Recombination and selection pressure analysis
RDP4 software was used to analyse potential recombination events among HNQY2018001–HNQY2018089 and other representative DENV-2 virus strains. Preliminary analysis results showed that no recombination event occurred in these DENV-2 strains (p < 0.05). The structural proteins of 200 strains were analysed, including 111 representative strains of DENV-2 and the 89 isolated strains. The MEEM method identified the maximum number of actively selected sites (n = 16). However, the FEL, IFEL and FUBAR methods indicated that all 775 sites were under negative pressure (Table 1). Therefore, no significant evidence of positive selection was found with at least three different methods, so positive selection pressure at these sites cannot be determined.
In mainland China, dengue fever mainly occurs in Guangdong, Hainan, Zhejiang, Fujian, Guangxi, and other coastal regions or in Yunnan Province and Southeast Asian countries adjacent to Yunnan Province. Only scattered cases have been reported in inland China, but no large-scale dengue epidemic has been reported in the inland area to date. Hunan is an inland province of China located near 30 degrees north latitude. The climate is warm and humid from June to November, which provides a natural environment for the breeding of Aedes albopictus. Hunan Province is located near Guangdong, Guangxi, Zhejiang, and other areas with a high incidence of dengue fever. The total number of dengue infections in China was 5106 in 2018, which included 3250 cases in Guangdong Province, 217 cases in Zhejiang, and 172 cases in Hunan. This was the first dengue outbreak in Hunan, an inland province of China, which provides us with an early warning that dengue fever has gradually spread from coastal and border areas to inland areas of China and highlights the urgent need to monitor the cross-border and cross-regional transmission of dengue viruses.
In this study, we collected serum from 260 patients with dengue fever in Qiyang County, Hunan Province, and 96 of the cases were confirmed to be NS1-positive. Of them, 89 viral RNAs were extracted, and structural protein gene fragments (HNQY2018001–089) were obtained by amplification of overlapping fragments with a length of 2325 nucleotides. Phylogenetic tree analysis showed that all isolated strains were of the cosmopolitan DENV-2 genotype, belonged to one cluster of the ML tree and were closely related to the Zhejiang strain (2017, MH110588). Additionally, the isolated strains were closely related to strains from Malaysia (KJ806803, 2013), Bali (KT806318, 2014), Indonesia (KT781561, 2014) and the Philippines (KU517847, 2015). Although all four serotypes of dengue virus were prevalent in Zhejiang Province in 2017, the vast majority of the epidemic strains were still of the cosmopolitan DENV-2 genotype, and the encoded protein of this epidemic strain has only one amino acid that differs from that of the epidemic strain in Hunan Province in 2018. This result suggested that the DENV-2 epidemic in Hunan was possibly imported from Southeast Asian countries, such as Malaysia, Indonesia or the Philippines, passed through Zhejiang Province, and then spread to Hunan Province.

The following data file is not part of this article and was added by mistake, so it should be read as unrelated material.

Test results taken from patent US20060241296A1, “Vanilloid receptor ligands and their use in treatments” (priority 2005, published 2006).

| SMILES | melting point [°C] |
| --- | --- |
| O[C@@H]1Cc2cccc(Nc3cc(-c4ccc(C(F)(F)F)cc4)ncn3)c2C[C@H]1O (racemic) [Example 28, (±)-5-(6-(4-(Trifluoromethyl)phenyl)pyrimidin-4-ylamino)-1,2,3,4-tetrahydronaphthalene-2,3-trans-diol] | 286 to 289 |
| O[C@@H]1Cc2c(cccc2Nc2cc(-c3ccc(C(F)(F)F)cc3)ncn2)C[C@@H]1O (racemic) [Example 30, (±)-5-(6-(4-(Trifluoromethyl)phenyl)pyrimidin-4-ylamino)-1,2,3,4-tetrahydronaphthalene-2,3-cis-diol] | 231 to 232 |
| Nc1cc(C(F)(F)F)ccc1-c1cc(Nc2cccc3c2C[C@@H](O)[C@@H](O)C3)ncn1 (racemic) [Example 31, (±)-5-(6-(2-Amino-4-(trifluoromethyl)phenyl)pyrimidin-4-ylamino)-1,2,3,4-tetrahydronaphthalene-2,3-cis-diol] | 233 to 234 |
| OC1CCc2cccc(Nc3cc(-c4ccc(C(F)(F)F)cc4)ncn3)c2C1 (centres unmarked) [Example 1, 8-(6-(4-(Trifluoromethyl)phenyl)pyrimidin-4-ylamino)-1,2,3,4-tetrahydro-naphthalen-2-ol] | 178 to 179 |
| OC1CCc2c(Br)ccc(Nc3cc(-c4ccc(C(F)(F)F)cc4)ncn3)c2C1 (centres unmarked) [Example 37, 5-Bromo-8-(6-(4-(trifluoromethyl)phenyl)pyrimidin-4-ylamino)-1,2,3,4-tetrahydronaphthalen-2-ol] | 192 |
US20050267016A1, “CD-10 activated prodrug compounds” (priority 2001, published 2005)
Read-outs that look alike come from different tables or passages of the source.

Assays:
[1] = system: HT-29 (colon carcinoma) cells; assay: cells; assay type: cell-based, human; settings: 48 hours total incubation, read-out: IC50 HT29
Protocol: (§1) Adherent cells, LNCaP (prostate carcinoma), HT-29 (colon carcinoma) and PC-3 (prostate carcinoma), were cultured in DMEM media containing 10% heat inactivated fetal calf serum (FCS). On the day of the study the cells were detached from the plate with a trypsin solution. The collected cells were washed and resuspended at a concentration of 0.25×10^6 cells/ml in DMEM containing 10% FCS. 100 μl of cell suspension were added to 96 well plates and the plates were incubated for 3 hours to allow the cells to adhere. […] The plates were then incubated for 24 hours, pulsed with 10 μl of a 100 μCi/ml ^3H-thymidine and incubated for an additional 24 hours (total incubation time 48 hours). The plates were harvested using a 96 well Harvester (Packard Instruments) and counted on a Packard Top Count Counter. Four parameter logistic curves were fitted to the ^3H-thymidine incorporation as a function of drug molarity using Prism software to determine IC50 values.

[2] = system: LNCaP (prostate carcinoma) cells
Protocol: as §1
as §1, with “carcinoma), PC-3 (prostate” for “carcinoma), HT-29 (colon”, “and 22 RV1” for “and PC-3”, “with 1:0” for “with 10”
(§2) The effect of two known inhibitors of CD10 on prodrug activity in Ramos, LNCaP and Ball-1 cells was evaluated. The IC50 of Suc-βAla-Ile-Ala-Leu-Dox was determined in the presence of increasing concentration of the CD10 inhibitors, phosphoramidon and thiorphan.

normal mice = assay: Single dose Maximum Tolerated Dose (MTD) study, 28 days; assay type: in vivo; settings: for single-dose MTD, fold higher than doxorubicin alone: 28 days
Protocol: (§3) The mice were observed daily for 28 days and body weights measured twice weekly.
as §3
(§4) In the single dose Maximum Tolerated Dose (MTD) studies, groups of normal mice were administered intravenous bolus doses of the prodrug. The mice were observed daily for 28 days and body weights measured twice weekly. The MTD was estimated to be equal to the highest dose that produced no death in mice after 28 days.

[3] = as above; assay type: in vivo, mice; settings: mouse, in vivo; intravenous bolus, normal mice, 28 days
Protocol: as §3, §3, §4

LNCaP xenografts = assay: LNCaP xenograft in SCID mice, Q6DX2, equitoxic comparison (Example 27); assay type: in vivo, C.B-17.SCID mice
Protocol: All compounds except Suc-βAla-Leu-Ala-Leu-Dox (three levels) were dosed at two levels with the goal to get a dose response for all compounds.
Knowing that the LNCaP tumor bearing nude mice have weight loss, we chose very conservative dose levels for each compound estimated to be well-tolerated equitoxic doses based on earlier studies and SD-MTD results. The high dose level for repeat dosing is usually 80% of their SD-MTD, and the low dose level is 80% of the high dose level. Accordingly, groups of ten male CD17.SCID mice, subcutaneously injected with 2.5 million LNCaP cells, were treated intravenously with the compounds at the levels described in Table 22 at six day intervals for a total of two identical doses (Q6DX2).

Compared with that of the standard strains, 17 amino acid substitutions were observed in the structural protein C/prM/E of all 89 epidemic strains. The prM-E protein is the main structural protein of flaviviruses and is related to virulence, host affinity, virus adsorption, penetration, and cell fusion . Hydrophobic amino acids play an important role in maintaining the tertiary structure of proteins due to their hydrophobic interactions and may impact the virulence of the virus. Tamm et al. found that hydrophobic domains affect the virulence potential of Yersinia enterocolitica . Sainz et al. determined that single hydrophobic amino acids play an important role in transcriptional activation in vivo . In our study, three hydrophobic amino acids in the CDS region were mutated into hydrophilic amino acids, namely, the 196th (M82: T → A), 262nd (M148: H → Y), and 351st (E71: D → A) amino acids. In addition, a neutral amino acid became a basic amino acid at the 332nd (E52: Q → H) position, and two positively charged amino acids were converted into negatively charged amino acids at the 406th (E126: K → E) and 429th (E139: H → N) positions. Mutations in these amino acids have not been reported, and changes in polarity or charge of amino acids may affect the functions of the prM and E proteins; however, further studies are needed to confirm these hypotheses. DENV E protein domain III (E295 ~ E395) undergoes immunoglobulin G (IgG)-like folding and plays an important role in mediating the fusion of viruses and host receptors . In this study, there were two amino acid changes in the EDIII domain at the 602nd (E322: I → V) and 670th (E390: N → S) positions. It has been reported that the mutation of E390 from asparagine to serine can enhance the replication ability of viruses , but the influence of the E322 amino acid mutation remains to be determined.